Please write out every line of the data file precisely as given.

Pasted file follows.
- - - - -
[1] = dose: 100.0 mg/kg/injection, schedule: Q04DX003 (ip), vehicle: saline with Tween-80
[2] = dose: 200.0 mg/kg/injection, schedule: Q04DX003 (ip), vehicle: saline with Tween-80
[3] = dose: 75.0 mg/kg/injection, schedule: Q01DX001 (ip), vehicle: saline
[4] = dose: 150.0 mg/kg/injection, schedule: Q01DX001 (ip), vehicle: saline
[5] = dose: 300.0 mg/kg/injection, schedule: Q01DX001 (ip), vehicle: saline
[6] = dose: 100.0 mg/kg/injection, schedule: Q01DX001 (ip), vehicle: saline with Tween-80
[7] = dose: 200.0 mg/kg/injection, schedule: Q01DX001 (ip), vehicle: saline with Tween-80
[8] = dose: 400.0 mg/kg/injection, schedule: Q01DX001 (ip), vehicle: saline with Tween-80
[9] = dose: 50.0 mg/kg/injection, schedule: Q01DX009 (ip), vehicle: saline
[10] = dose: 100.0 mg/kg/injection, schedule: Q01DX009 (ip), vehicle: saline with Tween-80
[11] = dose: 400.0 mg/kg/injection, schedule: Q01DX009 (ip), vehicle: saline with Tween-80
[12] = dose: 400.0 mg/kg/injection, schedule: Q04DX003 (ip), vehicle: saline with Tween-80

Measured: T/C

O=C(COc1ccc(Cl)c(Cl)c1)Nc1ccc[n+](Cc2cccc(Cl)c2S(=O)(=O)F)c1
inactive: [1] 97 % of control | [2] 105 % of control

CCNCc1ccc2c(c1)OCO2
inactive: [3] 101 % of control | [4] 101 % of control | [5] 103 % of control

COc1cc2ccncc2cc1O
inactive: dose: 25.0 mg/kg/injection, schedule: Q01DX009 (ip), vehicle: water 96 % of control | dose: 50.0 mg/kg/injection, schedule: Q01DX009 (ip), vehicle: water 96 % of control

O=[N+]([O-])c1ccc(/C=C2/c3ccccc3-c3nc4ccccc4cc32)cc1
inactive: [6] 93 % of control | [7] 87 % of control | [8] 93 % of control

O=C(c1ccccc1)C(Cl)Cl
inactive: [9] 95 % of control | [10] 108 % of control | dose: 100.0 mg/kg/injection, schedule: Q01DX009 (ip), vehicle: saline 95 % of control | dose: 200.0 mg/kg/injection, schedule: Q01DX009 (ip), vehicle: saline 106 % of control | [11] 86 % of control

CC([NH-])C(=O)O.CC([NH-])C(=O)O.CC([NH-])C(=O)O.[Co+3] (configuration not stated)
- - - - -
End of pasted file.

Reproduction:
[1] = dose: 100.0 mg/kg/injection, schedule: Q04DX003 (ip), vehicle: saline with Tween-80
[2] = dose: 200.0 mg/kg/injection, schedule: Q04DX003 (ip), vehicle: saline with Tween-80
[3] = dose: 75.0 mg/kg/injection, schedule: Q01DX001 (ip), vehicle: saline
[4] = dose: 150.0 mg/kg/injection, schedule: Q01DX001 (ip), vehicle: saline
[5] = dose: 300.0 mg/kg/injection, schedule: Q01DX001 (ip), vehicle: saline
[6] = dose: 100.0 mg/kg/injection, schedule: Q01DX001 (ip), vehicle: saline with Tween-80
[7] = dose: 200.0 mg/kg/injection, schedule: Q01DX001 (ip), vehicle: saline with Tween-80
[8] = dose: 400.0 mg/kg/injection, schedule: Q01DX001 (ip), vehicle: saline with Tween-80
[9] = dose: 50.0 mg/kg/injection, schedule: Q01DX009 (ip), vehicle: saline
[10] = dose: 100.0 mg/kg/injection, schedule: Q01DX009 (ip), vehicle: saline with Tween-80
[11] = dose: 400.0 mg/kg/injection, schedule: Q01DX009 (ip), vehicle: saline with Tween-80
[12] = dose: 400.0 mg/kg/injection, schedule: Q04DX003 (ip), vehicle: saline with Tween-80

Measured: T/C

O=C(COc1ccc(Cl)c(Cl)c1)Nc1ccc[n+](Cc2cccc(Cl)c2S(=O)(=O)F)c1
inactive: [1] 97 % of control | [2] 105 % of control

CCNCc1ccc2c(c1)OCO2
inactive: [3] 101 % of control | [4] 101 % of control | [5] 103 % of control

COc1cc2ccncc2cc1O
inactive: dose: 25.0 mg/kg/injection, schedule: Q01DX009 (ip), vehicle: water 96 % of control | dose: 50.0 mg/kg/injection, schedule: Q01DX009 (ip), vehicle: water 96 % of control

O=[N+]([O-])c1ccc(/C=C2/c3ccccc3-c3nc4ccccc4cc32)cc1
inactive: [6] 93 % of control | [7] 87 % of control | [8] 93 % of control

O=C(c1ccccc1)C(Cl)Cl
inactive: [9] 95 % of control | [10] 108 % of control | dose: 100.0 mg/kg/injection, schedule: Q01DX009 (ip), vehicle: saline 95 % of control | dose: 200.0 mg/kg/injection, schedule: Q01DX009 (ip), vehicle: saline 106 % of control | [11] 86 % of control

CC([NH-])C(=O)O.CC([NH-])C(=O)O.CC([NH-])C(=O)O.[Co+3] (configuration not stated)